Automating the Build Process Using Macro Components and Prototyping


David Reed
Microsoft Corporation

July 23, 2003

Summary: Resolving dependencies in Target Designer can be time consuming and bothersome. Many XPe customers have asked for the ability to "script" or automate the build process. As it is impossible to automate the build process from the CMD prompt or through scripts, you can create custom components in Component Designer that will help you automate a great deal of your build process to reduce overall build time and achieve consistent results from build to build. (8 printed pages)

Build Images Using Macro Components

Building with macro components is by far the best and easiest way to start automating the build process. Macro components are easy to create and modify, and are an invaluable tool for the runtime builder. Macro components are custom components that simply link to other components in the database. Good examples of macro components are the Microsoft® Windows® XP Embedded Design Templates included in the component database, such as Home Gateway and Kiosk/Gaming Console.

Macro components link to other components and provide a starting point for creating embedded images. Using Components Designer, creating your own customized design templates to start the automation process is simple and easy.

Most of the runtime images I create are generated from a set of macro components. For example, I almost always import a TAP.exe-generated PMQ file into Component Designer to generate a hardware macro or hardware profile component that I can use again and again. Once I have finished creating my hardware macro, I import the SLD file into my database so I have access to my hardware profiles anytime I wish.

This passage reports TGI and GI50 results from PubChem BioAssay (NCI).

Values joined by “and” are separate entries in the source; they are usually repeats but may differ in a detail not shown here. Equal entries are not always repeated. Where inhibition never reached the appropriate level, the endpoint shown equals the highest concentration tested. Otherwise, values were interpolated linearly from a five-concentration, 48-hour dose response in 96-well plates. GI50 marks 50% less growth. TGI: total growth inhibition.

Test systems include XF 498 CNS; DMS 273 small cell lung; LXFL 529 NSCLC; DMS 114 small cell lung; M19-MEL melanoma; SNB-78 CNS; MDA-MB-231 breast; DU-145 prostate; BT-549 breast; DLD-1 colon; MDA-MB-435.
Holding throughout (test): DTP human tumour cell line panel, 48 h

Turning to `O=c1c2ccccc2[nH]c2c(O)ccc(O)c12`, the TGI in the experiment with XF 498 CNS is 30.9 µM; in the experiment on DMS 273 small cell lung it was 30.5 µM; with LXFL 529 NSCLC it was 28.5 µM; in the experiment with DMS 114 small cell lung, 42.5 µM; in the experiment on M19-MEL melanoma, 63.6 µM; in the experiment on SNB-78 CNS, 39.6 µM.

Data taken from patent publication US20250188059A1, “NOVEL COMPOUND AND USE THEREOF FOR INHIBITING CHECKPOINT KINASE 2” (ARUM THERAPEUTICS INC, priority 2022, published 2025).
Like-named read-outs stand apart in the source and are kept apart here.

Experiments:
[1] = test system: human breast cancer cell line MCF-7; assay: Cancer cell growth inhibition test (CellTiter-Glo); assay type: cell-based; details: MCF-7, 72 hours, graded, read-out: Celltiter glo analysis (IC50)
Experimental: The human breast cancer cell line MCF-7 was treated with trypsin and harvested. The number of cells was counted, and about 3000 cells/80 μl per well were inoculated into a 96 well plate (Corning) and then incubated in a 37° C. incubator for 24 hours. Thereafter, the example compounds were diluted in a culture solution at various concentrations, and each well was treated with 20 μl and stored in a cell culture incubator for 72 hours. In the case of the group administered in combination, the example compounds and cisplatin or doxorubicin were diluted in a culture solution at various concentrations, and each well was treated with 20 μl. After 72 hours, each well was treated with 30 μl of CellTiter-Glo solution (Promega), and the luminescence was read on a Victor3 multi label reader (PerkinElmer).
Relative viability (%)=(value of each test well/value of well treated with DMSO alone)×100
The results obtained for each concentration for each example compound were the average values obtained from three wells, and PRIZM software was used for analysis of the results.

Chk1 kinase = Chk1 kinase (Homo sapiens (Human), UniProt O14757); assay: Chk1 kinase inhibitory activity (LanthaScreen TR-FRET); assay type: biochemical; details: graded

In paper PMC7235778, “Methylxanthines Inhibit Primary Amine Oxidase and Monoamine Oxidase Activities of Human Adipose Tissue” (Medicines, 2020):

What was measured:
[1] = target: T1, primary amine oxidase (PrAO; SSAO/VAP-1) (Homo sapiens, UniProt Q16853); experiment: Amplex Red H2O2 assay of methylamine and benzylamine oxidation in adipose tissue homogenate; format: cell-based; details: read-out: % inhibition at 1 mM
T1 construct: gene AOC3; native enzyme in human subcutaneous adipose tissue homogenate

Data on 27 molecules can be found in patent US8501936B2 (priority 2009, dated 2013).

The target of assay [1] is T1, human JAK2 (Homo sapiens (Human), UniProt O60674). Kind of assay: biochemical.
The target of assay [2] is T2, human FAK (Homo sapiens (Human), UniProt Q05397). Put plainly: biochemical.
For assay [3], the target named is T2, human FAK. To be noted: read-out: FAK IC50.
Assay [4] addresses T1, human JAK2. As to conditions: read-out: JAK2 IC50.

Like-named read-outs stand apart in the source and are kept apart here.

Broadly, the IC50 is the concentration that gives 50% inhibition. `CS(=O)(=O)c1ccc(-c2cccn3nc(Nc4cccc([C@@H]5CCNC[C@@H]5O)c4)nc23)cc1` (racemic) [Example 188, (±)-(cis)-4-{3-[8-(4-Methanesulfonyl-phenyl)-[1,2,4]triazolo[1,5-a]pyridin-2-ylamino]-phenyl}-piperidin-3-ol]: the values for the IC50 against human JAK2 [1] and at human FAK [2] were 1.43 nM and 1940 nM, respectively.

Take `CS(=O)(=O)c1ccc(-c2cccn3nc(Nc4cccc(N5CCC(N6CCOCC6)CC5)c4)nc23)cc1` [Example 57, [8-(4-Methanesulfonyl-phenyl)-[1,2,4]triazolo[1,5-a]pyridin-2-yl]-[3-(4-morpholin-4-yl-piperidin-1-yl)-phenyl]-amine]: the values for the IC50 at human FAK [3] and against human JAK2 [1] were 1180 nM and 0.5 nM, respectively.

A very useful macro I frequently use is the Runtime Quick Start Helper Macro that was added to the component database for the SP1 release of XPe. This component can be found under the Software | Test & Development category in the component database. The quick start helper macro will add the most common component dependencies to your runtime image during the initial dependency check, thus reducing the overall build time of an image.

Create Your Own Helper Macros

It is simple to create your own version of the helper macro; here's how to do it. First start with your TAP imported hardware profile, and run a dependency check using auto resolve. As you resolve the dependencies required for your configuration, make a note of the components you choose for your image. For example, if you always require support for FAT, NTFS, and CDFS in your configuration, you should consider making a custom macro to include these components automatically for you.